While some have grown complacent in the face of such frequent manifestations of hate and prejudice, we never will. ADL will continue to be at the forefront of the campaign against anti-Semitism and all forms of hate, just as we always have been.
In March, when hate revisited Congregation Sons of Israel in Lakewood, ADL was there. Within a year, this synagogue was targeted once again. This time, swastikas and hateful graffiti were spray-painted in the vicinity of the memorial to the Shoah.
In the aftermath of incidents like these, ADL springs into action with a holistic, multilayered response. Vanguard America, a white supremacist group that believes America should be an exclusively white nation, was responsible for the incident. The group spreads their hateful propaganda via the internet and through the distribution of fliers, posters, and stickers. ADL’s Center on Extremism has monitored this group’s activities for many years. We are able to share this information with law enforcement to better protect the communities they serve, and understand the threats against them.
ADL provides resources to help keep synagogues and Jewish institutions safe and secure, and offers guidance on how to respond to threats. We also distribute educational materials to teachers and parents on how to talk to children about anti-Semitism and hate, and what to do in the aftermath of a bias incident. Last year, 10 northern New Jersey schools participated in ADL’s “No Place For Hate,” a program designed to empower schools and students to challenge all forms of bigotry. On the state level, ADL is constantly working with coalition partners to support more inclusive state policies for immigrant, refugee, and other communities.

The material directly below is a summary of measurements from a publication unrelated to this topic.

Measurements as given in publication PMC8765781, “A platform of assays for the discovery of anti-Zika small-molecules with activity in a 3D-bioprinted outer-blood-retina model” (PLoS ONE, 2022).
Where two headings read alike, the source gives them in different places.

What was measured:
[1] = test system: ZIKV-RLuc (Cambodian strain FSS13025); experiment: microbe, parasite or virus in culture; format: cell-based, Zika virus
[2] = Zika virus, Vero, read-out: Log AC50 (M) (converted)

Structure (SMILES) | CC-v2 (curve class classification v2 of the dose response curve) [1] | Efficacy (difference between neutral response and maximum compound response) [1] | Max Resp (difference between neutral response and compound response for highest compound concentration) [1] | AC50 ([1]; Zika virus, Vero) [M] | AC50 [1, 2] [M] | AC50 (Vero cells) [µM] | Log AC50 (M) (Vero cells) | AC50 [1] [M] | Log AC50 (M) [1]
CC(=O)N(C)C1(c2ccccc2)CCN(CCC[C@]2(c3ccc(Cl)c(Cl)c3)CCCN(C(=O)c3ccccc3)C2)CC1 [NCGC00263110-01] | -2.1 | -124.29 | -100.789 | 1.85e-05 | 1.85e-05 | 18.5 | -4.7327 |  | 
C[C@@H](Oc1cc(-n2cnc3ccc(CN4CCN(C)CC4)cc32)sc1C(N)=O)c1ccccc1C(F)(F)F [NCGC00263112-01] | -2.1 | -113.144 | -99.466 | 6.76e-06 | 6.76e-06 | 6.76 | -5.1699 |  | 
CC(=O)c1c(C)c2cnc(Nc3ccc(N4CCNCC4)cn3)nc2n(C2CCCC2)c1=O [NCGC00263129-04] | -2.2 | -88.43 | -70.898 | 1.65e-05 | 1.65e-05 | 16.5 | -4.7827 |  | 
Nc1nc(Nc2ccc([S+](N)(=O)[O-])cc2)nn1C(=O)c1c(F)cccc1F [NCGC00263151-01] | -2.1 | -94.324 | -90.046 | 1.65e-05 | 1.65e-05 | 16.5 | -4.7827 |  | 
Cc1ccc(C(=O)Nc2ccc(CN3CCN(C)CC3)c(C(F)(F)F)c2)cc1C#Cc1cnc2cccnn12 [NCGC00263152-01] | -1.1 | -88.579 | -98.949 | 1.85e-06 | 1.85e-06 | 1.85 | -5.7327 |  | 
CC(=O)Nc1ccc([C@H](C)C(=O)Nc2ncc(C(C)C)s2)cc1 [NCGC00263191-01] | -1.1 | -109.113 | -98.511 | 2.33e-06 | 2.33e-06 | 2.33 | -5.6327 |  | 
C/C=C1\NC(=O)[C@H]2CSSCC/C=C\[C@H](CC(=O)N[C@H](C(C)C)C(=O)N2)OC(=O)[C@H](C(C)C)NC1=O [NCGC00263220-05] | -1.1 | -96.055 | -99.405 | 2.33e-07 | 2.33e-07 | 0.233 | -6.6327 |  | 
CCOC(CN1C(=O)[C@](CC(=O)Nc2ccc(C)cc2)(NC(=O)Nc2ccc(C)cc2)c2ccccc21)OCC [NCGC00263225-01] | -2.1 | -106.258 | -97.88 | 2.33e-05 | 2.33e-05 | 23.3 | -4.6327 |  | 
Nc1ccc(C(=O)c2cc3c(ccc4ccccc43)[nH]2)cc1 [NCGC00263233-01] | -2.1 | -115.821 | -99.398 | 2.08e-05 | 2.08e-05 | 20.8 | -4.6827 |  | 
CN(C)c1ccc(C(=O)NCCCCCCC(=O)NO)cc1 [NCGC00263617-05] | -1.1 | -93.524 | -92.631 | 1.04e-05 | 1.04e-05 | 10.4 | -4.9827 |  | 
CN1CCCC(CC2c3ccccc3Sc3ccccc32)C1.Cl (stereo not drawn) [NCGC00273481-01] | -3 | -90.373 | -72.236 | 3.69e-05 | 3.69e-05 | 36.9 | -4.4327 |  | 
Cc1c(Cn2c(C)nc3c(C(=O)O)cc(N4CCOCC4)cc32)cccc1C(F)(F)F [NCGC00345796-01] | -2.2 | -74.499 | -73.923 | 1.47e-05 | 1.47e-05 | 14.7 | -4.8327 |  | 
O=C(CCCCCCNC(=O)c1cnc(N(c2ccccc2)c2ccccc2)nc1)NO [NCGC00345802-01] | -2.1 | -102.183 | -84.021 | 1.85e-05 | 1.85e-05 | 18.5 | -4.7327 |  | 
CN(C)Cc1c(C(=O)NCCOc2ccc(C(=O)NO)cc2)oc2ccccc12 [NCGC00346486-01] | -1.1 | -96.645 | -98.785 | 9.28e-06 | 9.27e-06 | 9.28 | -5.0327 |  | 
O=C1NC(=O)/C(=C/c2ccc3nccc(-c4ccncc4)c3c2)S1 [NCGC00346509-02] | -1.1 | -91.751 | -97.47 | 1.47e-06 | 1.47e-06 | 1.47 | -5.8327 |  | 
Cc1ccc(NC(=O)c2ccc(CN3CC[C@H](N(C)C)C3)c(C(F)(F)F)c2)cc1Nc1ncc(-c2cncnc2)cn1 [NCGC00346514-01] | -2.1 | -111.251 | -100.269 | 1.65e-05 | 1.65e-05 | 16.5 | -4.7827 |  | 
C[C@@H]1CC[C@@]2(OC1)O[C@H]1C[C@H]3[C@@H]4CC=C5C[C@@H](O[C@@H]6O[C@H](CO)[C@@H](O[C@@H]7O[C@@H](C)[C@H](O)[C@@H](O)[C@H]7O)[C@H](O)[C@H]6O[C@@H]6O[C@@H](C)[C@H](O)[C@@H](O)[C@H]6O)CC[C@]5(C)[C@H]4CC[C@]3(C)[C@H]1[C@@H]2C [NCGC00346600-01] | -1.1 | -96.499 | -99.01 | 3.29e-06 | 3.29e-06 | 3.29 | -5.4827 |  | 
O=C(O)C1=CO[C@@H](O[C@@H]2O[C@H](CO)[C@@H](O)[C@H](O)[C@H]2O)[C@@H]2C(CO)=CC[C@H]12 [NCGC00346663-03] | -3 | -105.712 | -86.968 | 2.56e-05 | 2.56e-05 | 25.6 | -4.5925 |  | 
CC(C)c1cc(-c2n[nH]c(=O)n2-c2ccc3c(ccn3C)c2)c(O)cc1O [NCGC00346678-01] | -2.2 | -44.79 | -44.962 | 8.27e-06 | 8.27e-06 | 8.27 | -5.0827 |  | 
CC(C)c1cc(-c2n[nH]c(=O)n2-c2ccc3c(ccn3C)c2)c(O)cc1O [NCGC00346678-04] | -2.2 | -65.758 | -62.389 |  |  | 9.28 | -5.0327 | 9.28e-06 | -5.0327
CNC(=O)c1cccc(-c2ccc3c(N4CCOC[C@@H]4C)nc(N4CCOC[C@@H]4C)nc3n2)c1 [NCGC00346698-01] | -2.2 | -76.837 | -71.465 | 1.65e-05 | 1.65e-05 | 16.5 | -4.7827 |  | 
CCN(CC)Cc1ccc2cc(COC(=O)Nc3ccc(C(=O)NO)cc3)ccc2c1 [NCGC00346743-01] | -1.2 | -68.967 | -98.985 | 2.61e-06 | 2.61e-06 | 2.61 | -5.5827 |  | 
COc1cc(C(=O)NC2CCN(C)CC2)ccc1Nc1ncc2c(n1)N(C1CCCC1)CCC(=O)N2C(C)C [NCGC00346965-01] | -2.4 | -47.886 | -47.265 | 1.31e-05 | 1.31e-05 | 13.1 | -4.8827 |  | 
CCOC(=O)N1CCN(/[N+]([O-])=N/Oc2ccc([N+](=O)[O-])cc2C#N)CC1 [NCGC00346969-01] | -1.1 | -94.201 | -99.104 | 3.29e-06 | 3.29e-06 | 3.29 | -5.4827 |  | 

New Jersey, one of our country’s most diverse states and home to one of its largest Jewish communities, is at the forefront of our fight against hate and intolerance. Anchored by our century-old mission — to protect the Jewish people and secure justice and fair treatment to all — the newly combined ADL New York-New Jersey Office will champion this fight. We will work hard to protect the New York and New Jersey communities. We will collaborate with teachers and administrators to foster school environments so that they are free of bullying and prejudice. We work toward the day when no individual is subject to anti-Semitism or hate.
I encourage you to engage with us on our many different areas and platforms: Please follow us on Twitter @adl_nynj, like us on Facebook, visit our web site at newyork.adl.org or contact me by email, firstname.lastname@example.org. Most important, if you are aware of or witness an act of anti-Semitic harassment, intimidation, or violence, please do your part: Report it to ADL.
ADL will continue to fight the good fight, but we can’t do it alone. We need your help, and we need all good people to stand up and speak out when anti-Semitism, racism, and bigotry rear their ugly heads.